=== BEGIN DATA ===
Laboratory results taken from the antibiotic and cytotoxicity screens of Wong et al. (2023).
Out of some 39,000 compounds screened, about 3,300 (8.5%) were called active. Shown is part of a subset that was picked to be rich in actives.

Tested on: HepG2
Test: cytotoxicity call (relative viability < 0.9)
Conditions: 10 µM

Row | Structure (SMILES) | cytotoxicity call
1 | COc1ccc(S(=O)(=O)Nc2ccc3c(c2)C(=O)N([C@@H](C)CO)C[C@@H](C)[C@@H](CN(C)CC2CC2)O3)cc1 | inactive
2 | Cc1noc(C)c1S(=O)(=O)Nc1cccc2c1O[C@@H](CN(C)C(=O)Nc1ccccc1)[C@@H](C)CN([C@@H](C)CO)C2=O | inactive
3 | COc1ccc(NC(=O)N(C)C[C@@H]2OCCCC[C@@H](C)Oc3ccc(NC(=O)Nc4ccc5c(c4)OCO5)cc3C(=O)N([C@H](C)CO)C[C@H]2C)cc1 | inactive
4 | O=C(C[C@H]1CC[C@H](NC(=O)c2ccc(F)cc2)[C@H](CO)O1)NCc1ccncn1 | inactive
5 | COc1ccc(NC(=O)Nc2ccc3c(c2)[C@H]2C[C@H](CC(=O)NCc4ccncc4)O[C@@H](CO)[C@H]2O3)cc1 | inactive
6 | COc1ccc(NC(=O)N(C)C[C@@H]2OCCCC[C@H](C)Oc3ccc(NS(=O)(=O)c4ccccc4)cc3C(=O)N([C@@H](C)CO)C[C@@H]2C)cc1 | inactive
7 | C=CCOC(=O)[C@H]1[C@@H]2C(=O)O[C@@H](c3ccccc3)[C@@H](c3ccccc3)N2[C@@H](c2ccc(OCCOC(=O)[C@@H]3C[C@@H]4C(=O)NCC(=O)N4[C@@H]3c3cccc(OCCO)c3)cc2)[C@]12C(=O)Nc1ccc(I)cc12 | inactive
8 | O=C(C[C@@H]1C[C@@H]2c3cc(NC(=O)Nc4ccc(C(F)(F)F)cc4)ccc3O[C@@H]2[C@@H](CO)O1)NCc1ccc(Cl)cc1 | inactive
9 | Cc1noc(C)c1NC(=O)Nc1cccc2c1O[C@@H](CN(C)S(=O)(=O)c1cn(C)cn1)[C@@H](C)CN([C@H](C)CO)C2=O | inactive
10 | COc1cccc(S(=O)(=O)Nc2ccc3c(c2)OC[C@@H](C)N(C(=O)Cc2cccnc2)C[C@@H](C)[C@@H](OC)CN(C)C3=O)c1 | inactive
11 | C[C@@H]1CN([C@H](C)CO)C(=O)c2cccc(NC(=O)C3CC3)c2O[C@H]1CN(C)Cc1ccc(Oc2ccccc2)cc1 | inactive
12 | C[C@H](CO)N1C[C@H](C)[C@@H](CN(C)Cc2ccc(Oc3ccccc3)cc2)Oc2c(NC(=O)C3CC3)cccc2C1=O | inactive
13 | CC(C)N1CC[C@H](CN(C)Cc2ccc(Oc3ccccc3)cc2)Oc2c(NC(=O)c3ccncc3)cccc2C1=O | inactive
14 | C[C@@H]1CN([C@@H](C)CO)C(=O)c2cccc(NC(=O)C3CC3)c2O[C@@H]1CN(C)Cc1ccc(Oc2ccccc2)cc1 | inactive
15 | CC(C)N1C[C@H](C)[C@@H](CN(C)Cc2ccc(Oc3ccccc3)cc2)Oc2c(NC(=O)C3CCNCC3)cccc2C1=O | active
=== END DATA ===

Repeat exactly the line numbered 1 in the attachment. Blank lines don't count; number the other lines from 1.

Laboratory results taken from the antibiotic and cytotoxicity screens of Wong et al. (2023).